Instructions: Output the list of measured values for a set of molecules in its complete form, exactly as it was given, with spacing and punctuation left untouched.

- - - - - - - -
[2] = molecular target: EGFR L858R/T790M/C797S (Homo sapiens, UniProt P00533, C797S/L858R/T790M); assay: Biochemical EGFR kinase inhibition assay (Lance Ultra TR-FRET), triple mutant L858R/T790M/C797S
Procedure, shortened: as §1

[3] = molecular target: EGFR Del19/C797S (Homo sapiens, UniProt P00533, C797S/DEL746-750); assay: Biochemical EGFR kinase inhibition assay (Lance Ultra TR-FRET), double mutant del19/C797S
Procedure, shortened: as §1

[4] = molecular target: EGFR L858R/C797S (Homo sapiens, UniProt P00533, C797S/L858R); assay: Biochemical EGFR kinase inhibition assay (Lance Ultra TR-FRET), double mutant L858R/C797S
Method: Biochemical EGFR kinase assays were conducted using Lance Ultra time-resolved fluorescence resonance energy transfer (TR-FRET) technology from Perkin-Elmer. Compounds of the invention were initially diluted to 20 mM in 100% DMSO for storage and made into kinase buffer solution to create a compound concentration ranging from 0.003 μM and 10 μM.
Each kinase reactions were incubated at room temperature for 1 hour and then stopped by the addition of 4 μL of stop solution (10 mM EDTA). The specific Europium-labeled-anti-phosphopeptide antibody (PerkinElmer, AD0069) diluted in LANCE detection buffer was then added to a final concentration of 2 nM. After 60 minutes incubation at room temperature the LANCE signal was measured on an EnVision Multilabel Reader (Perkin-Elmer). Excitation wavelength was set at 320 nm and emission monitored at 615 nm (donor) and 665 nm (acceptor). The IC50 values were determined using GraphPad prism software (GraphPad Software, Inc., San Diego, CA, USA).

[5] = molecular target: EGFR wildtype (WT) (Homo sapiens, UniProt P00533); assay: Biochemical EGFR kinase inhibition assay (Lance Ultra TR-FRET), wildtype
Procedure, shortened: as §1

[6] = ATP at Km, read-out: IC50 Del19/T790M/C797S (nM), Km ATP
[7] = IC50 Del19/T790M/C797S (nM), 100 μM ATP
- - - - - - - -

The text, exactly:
[2] = molecular target: EGFR L858R/T790M/C797S (Homo sapiens, UniProt P00533, C797S/L858R/T790M); assay: Biochemical EGFR kinase inhibition assay (Lance Ultra TR-FRET), triple mutant L858R/T790M/C797S
Procedure, shortened: as §1

[3] = molecular target: EGFR Del19/C797S (Homo sapiens, UniProt P00533, C797S/DEL746-750); assay: Biochemical EGFR kinase inhibition assay (Lance Ultra TR-FRET), double mutant del19/C797S
Procedure, shortened: as §1

[4] = molecular target: EGFR L858R/C797S (Homo sapiens, UniProt P00533, C797S/L858R); assay: Biochemical EGFR kinase inhibition assay (Lance Ultra TR-FRET), double mutant L858R/C797S
Method: Biochemical EGFR kinase assays were conducted using Lance Ultra time-resolved fluorescence resonance energy transfer (TR-FRET) technology from Perkin-Elmer. Compounds of the invention were initially diluted to 20 mM in 100% DMSO for storage and made into kinase buffer solution to create a compound concentration ranging from 0.003 μM and 10 μM.
Each kinase reactions were incubated at room temperature for 1 hour and then stopped by the addition of 4 μL of stop solution (10 mM EDTA). The specific Europium-labeled-anti-phosphopeptide antibody (PerkinElmer, AD0069) diluted in LANCE detection buffer was then added to a final concentration of 2 nM. After 60 minutes incubation at room temperature the LANCE signal was measured on an EnVision Multilabel Reader (Perkin-Elmer). Excitation wavelength was set at 320 nm and emission monitored at 615 nm (donor) and 665 nm (acceptor). The IC50 values were determined using GraphPad prism software (GraphPad Software, Inc., San Diego, CA, USA).

[5] = molecular target: EGFR wildtype (WT) (Homo sapiens, UniProt P00533); assay: Biochemical EGFR kinase inhibition assay (Lance Ultra TR-FRET), wildtype
Procedure, shortened: as §1

[6] = ATP at Km, read-out: IC50 Del19/T790M/C797S (nM), Km ATP
[7] = IC50 Del19/T790M/C797S (nM), 100 μM ATP